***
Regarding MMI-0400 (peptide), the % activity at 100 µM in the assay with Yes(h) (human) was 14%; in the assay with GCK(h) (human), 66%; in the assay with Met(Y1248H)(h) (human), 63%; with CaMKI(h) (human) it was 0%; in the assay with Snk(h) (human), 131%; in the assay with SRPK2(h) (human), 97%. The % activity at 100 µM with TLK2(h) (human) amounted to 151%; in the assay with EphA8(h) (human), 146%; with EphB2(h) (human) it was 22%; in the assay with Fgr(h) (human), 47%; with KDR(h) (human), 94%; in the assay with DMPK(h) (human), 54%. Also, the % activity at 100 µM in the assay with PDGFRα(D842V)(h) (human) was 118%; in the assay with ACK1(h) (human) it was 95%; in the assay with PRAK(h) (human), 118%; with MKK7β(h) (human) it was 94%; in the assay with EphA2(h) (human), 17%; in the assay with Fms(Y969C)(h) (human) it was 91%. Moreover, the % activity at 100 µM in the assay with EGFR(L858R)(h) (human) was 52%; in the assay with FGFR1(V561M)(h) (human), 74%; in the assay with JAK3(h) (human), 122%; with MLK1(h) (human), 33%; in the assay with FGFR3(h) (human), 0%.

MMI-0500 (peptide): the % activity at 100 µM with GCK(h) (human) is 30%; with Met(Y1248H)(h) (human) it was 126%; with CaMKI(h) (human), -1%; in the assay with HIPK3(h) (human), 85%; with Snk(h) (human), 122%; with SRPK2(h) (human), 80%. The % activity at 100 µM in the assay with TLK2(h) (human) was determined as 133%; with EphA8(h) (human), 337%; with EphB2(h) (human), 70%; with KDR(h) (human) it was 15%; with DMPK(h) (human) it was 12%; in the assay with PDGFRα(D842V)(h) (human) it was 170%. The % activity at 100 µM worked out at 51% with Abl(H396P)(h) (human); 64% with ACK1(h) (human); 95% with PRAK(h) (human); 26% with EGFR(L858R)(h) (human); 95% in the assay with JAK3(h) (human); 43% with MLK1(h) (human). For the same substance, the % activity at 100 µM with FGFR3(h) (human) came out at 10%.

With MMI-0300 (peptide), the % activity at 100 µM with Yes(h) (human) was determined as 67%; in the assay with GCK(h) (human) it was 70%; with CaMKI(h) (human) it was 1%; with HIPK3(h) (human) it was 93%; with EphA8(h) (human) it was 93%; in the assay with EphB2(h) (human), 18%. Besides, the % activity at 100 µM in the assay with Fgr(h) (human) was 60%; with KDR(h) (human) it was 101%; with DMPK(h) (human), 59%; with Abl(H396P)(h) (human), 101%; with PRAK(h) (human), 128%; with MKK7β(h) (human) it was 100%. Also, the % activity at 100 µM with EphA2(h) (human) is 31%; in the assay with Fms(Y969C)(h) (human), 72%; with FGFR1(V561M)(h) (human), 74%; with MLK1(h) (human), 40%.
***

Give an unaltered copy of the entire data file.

Regarding MMI-0400 (peptide), the % activity at 100 µM in the assay with Yes(h) (human) was 14%; in the assay with GCK(h) (human), 66%; in the assay with Met(Y1248H)(h) (human), 63%; with CaMKI(h) (human) it was 0%; in the assay with Snk(h) (human), 131%; in the assay with SRPK2(h) (human), 97%. The % activity at 100 µM with TLK2(h) (human) amounted to 151%; in the assay with EphA8(h) (human), 146%; with EphB2(h) (human) it was 22%; in the assay with Fgr(h) (human), 47%; with KDR(h) (human), 94%; in the assay with DMPK(h) (human), 54%. Also, the % activity at 100 µM in the assay with PDGFRα(D842V)(h) (human) was 118%; in the assay with ACK1(h) (human) it was 95%; in the assay with PRAK(h) (human), 118%; with MKK7β(h) (human) it was 94%; in the assay with EphA2(h) (human), 17%; in the assay with Fms(Y969C)(h) (human) it was 91%. Moreover, the % activity at 100 µM in the assay with EGFR(L858R)(h) (human) was 52%; in the assay with FGFR1(V561M)(h) (human), 74%; in the assay with JAK3(h) (human), 122%; with MLK1(h) (human), 33%; in the assay with FGFR3(h) (human), 0%.

MMI-0500 (peptide): the % activity at 100 µM with GCK(h) (human) is 30%; with Met(Y1248H)(h) (human) it was 126%; with CaMKI(h) (human), -1%; in the assay with HIPK3(h) (human), 85%; with Snk(h) (human), 122%; with SRPK2(h) (human), 80%. The % activity at 100 µM in the assay with TLK2(h) (human) was determined as 133%; with EphA8(h) (human), 337%; with EphB2(h) (human), 70%; with KDR(h) (human) it was 15%; with DMPK(h) (human) it was 12%; in the assay with PDGFRα(D842V)(h) (human) it was 170%. The % activity at 100 µM worked out at 51% with Abl(H396P)(h) (human); 64% with ACK1(h) (human); 95% with PRAK(h) (human); 26% with EGFR(L858R)(h) (human); 95% in the assay with JAK3(h) (human); 43% with MLK1(h) (human). For the same substance, the % activity at 100 µM with FGFR3(h) (human) came out at 10%.

With MMI-0300 (peptide), the % activity at 100 µM with Yes(h) (human) was determined as 67%; in the assay with GCK(h) (human) it was 70%; with CaMKI(h) (human) it was 1%; with HIPK3(h) (human) it was 93%; with EphA8(h) (human) it was 93%; in the assay with EphB2(h) (human), 18%. Besides, the % activity at 100 µM in the assay with Fgr(h) (human) was 60%; with KDR(h) (human) it was 101%; with DMPK(h) (human), 59%; with Abl(H396P)(h) (human), 101%; with PRAK(h) (human), 128%; with MKK7β(h) (human) it was 100%. Also, the % activity at 100 µM with EphA2(h) (human) is 31%; in the assay with Fms(Y969C)(h) (human), 72%; with FGFR1(V561M)(h) (human), 74%; with MLK1(h) (human), 40%.